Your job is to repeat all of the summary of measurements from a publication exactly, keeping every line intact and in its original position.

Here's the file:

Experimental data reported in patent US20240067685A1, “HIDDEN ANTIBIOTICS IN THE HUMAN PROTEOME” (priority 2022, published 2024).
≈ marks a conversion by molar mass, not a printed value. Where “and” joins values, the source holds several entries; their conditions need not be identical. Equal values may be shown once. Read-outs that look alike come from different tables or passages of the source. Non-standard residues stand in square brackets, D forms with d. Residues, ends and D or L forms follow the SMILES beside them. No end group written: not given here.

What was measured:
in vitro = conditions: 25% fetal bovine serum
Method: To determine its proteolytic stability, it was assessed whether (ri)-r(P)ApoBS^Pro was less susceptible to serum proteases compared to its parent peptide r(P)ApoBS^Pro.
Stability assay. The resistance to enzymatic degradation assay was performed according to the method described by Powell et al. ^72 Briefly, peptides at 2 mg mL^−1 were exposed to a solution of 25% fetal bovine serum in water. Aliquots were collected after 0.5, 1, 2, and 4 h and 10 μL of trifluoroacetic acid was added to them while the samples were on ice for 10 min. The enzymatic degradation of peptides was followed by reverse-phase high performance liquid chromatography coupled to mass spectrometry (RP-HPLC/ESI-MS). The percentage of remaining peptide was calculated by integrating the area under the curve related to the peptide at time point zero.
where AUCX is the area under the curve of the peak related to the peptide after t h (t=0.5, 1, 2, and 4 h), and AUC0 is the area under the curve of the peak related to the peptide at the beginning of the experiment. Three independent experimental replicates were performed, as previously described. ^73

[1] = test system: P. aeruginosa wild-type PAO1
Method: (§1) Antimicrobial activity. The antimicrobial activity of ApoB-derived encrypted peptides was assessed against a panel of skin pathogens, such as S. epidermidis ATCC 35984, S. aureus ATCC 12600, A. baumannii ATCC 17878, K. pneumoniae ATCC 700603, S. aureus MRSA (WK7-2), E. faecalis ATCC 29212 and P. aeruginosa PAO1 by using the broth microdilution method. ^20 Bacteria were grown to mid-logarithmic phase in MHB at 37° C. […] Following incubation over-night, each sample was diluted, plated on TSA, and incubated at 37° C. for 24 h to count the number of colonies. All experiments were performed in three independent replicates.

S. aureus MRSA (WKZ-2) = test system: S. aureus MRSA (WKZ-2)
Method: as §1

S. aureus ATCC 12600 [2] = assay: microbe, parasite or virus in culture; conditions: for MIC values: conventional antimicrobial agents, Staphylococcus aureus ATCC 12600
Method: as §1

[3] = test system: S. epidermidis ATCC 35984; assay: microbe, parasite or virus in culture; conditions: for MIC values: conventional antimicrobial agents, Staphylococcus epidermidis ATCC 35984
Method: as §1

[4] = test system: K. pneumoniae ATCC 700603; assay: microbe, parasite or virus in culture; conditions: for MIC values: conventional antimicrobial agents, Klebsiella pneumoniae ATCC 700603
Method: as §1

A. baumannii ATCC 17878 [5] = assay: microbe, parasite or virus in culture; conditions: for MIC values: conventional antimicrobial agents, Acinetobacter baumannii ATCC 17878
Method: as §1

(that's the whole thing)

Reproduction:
Experimental data reported in patent US20240067685A1, “HIDDEN ANTIBIOTICS IN THE HUMAN PROTEOME” (priority 2022, published 2024).
≈ marks a conversion by molar mass, not a printed value. Where “and” joins values, the source holds several entries; their conditions need not be identical. Equal values may be shown once. Read-outs that look alike come from different tables or passages of the source. Non-standard residues stand in square brackets, D forms with d. Residues, ends and D or L forms follow the SMILES beside them. No end group written: not given here.

What was measured:
in vitro = conditions: 25% fetal bovine serum
Method: To determine its proteolytic stability, it was assessed whether (ri)-r(P)ApoBS^Pro was less susceptible to serum proteases compared to its parent peptide r(P)ApoBS^Pro.
Stability assay. The resistance to enzymatic degradation assay was performed according to the method described by Powell et al. ^72 Briefly, peptides at 2 mg mL^−1 were exposed to a solution of 25% fetal bovine serum in water. Aliquots were collected after 0.5, 1, 2, and 4 h and 10 μL of trifluoroacetic acid was added to them while the samples were on ice for 10 min. The enzymatic degradation of peptides was followed by reverse-phase high performance liquid chromatography coupled to mass spectrometry (RP-HPLC/ESI-MS). The percentage of remaining peptide was calculated by integrating the area under the curve related to the peptide at time point zero.
where AUCX is the area under the curve of the peak related to the peptide after t h (t=0.5, 1, 2, and 4 h), and AUC0 is the area under the curve of the peak related to the peptide at the beginning of the experiment. Three independent experimental replicates were performed, as previously described. ^73

[1] = test system: P. aeruginosa wild-type PAO1
Method: (§1) Antimicrobial activity. The antimicrobial activity of ApoB-derived encrypted peptides was assessed against a panel of skin pathogens, such as S. epidermidis ATCC 35984, S. aureus ATCC 12600, A. baumannii ATCC 17878, K. pneumoniae ATCC 700603, S. aureus MRSA (WK7-2), E. faecalis ATCC 29212 and P. aeruginosa PAO1 by using the broth microdilution method. ^20 Bacteria were grown to mid-logarithmic phase in MHB at 37° C. […] Following incubation over-night, each sample was diluted, plated on TSA, and incubated at 37° C. for 24 h to count the number of colonies. All experiments were performed in three independent replicates.

S. aureus MRSA (WKZ-2) = test system: S. aureus MRSA (WKZ-2)
Method: as §1

S. aureus ATCC 12600 [2] = assay: microbe, parasite or virus in culture; conditions: for MIC values: conventional antimicrobial agents, Staphylococcus aureus ATCC 12600
Method: as §1

[3] = test system: S. epidermidis ATCC 35984; assay: microbe, parasite or virus in culture; conditions: for MIC values: conventional antimicrobial agents, Staphylococcus epidermidis ATCC 35984
Method: as §1

[4] = test system: K. pneumoniae ATCC 700603; assay: microbe, parasite or virus in culture; conditions: for MIC values: conventional antimicrobial agents, Klebsiella pneumoniae ATCC 700603
Method: as §1

A. baumannii ATCC 17878 [5] = assay: microbe, parasite or virus in culture; conditions: for MIC values: conventional antimicrobial agents, Acinetobacter baumannii ATCC 17878
Method: as §1